Technology

$0 for Technology

 

Awareness-building Campaign on First Nations Education

Ever since the creation of First Nations schools, AANDC has omitted to include Information and Communications Technologies (ICT) in its band schools funding formula. Remember that this formula was developed in 1988. It was changed superficially until 1996, and since then it has never been touched, neither in order to be indexed to the cost of living, nor to allow schools to absorb the new costs that technological developments have made necessary.

AANDC cannot claim that when the funding formula was drawn up in 1988, the world of education wasn’t yet making use of ICT, as these were introduced to Quebec schools at the beginning of the 1980s. Two 1983 opinions written by the Conseil supérieur de l’éducation on the subject exist as proof of this. The FNEC archives are also full of correspondence, which dates mostly from the beginning of the 1990s, requesting funding to purchase equipment and technology for their schools. Almost twenty years later, their requests are still going unanswered …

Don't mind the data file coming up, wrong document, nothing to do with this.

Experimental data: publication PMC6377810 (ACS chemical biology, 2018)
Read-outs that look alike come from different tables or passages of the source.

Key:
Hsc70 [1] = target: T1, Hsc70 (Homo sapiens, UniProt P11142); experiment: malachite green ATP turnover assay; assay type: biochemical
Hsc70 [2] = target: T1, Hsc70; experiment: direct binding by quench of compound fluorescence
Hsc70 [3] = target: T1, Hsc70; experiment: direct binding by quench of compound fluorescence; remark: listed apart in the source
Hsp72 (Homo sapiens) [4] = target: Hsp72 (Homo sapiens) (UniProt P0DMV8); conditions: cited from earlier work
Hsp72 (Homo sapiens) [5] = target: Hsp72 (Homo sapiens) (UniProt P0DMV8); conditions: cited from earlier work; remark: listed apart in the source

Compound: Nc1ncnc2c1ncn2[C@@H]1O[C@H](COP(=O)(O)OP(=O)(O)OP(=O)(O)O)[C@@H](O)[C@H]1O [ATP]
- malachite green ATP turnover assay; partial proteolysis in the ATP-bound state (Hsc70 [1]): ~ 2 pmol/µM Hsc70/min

In fact, AANDC’s funding formula grants ZERO DOLLARS to band schools for the purchase of computers, technical support and teacher training.

Schools must use the resources of other services to meet the pedagogical requirements of Canadian schools. AANDC is fully aware of how essential technologies have become in student learning today. At least 50% of First Nations students are having difficulty in school. Their schools use any means possible to maintain their interest in studies, especially using technologies. AANDC’s funding formula, however, significantly limits their efforts.

First Nations are asking no more and no less than being allowed to benefit from a quality education that is comparable to that of other Canadian citizens. Quality, however, does not come about on its own. It needs the investment of sufficient resources.